• moderate mouse,

        When things “turn ugly” there may well be plenty of instances of unemployed people sharing houses or living in garages. Of kids moving back in with parents when they can’t find jobs and graduate.

        There may be instances of empty houses because the owners will prefer to leave them empty than to sell them at a loss (real or paper) or even to rent them.

        There may be empty houses because lots of 457 visa holders and overseas students leave and head back home.

        But that does not mean there is no shortage of housing available for purchase or rent NOW.

        You can have all the empty bedrooms you like and lots of empty holiday houses up and down the coast and that means NOTHING unless the properties are actually on the market for purchase or rent.

        No doubt you have some grand plans for teams of empty room inspectors to walk the streets and force the empties onto the market – but until that happens you are talking about a state of affairs that does not exist.

        The vacancy rates and the prices of houses make the point perfectly clear – there is a major shortage of housing to buy and rent.

        Our rental vacancy rates remain at rock bottom despite the so-called Melbourne building boom constructing ghost apartment blocks.

        You should spend your time on Saturdays going to rental inspections and telling the prospective tenants that they are looking in the wrong place.

        They should be knocking on the doors of old people and asking to move into their spare rooms or commuting to holiday villages and climbing in the windows to set up shop or squatting in the empties that you believe are filling the suburbs.

        You may find they look at you a bit strangely.

      • There wasn’t a shortage of tulips…

        Just like there isn’t a shortage of houses. We’ve built more than population growth, houses have got bigger and the average number of bedrooms has gone up. The Census listed 800,000 unoccupied.

        The problem is, as Pfh puts it above, a shortage of houses available for sale or rent.

        There is, however, an excess of speculators…for now.

      • moderate mouse, lets get a few things straight.
        The shortage is causing young families to miss-out and is also causing high prices.
        IF the shortage is solved (more houses and/or fewer people) then all young families will obtain independant housing and prices will be lower.

        If this happens I will consider the housing disaster to be over. I will not describe it as “turning ugly” and I will not have a change of heart that requires an explanation. I will consider the situation to have turned beautiful and I will be delighted.

      • Pfh007,

        With respect to houses available for squatting, give me their details and I’ll give them some leads half an hour walk from Melbourne CBD.

        BYO hard hat though – some of them have been left for a while, and bits falling off is a near certainty.

      • moderate mouse

        All real bubbles are facilitated by a narrative that sounds plausible – and ideally one that can neither be proven nor disproven until after the fact. For the bubble this was ‘the old metrics no longer apply’. For the resources boom now ending it was ‘infinite China’. And so too with housing, we have the supply shortage.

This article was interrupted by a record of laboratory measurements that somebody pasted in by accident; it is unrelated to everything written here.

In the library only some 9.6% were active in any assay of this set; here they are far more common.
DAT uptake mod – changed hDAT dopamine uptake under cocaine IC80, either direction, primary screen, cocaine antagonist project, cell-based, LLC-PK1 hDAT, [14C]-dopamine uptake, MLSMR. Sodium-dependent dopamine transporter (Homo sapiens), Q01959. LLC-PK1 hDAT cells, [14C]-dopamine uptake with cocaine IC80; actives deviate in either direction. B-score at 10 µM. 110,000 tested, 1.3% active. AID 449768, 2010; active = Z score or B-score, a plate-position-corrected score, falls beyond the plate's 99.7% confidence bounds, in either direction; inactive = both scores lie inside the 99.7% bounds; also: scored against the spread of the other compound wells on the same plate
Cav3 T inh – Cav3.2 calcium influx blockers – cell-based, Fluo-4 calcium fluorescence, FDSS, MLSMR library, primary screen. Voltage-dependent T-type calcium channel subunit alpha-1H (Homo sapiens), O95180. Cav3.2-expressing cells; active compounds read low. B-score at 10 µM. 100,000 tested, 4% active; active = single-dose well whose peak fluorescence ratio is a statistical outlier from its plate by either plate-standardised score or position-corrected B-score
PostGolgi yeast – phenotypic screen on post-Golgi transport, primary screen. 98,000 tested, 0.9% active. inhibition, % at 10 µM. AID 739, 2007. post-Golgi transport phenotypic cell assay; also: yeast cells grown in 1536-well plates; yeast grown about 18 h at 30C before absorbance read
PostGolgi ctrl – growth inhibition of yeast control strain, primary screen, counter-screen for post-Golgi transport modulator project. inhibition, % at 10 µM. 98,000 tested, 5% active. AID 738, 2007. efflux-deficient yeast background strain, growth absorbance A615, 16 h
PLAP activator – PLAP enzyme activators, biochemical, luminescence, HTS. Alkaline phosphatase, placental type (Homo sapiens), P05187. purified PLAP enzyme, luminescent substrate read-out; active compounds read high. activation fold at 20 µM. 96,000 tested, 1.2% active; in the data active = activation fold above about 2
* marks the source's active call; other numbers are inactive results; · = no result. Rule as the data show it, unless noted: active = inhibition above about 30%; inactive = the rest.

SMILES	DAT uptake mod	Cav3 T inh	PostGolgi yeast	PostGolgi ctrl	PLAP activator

Some spruik the narrative to their own ends, some believe the hype and get suckered, and others believe their own BS.

        Choose your own adventure.

      • Shortage or not, one this that does get discounted, as was the case in Ireland is the number of temporary visa holders here. There are more than a million of them, the majority being Kiwis, followed by students but ~ 5% of our population is a temporary resident. Add to this the people (oz citizens) that returned post GFC but have have roots overseas and we can have atleast 1-2% of the population leaving in the event of downturn. As a proportion of the working, tax paying, house buying demographic, it is more like 5%.

      • FF,

        Nah, that couldn’t happen, at least not unless Australia’s unemployment rate rose to levels approaching some of our major two -way migration partners (and competitors for skilled immigrant labour!), like the USA or the UK for example.

  5. Sydney will cool soon anyway, but I think advising people to sell is irresponsible advice.

    • GunnamattaMEMBER

      Irresponsibility may swing both ways Peter…

      and exist at a lot of different levels more influential than here – starting with the RBA, Treasury, our politicians etc (of course the RE lobby would be in on that too).

      That spike one sees in the investor share of Sydney RE – is it responsible or irresponsible to have cultivated that?

      is it irresponsible to have married Australia’s ability to weather a mining downturn to that spike?

      • I think it’s responsible as long as PF and his mates get a piece of the cream floating on top.

    • Frankly, Mad Adam is a good barometer. “The Wealth Effect should have helped the wider economy by now. It hasn’t, so God help us” or sentiment similar. Interest rates should never have been cut, isolated from companion measures ( The RBA was right the first time around when it had the sense to push them up into the teeth of the downturn). But that’s all history now. The history about to be written was avoidable. And many, like Mad Adam and “Born Again’ Joye are just beginning to understand that the folly of their previous hopes is about to be dashed on the rocks of reality.

      • Interest rates should never have been cut, isolated from companion measures

        Indeed, leaving interest rates high while introducing stricter foreign currency controls (Tobin tax anyone?) could’ve been a semi-decent idea.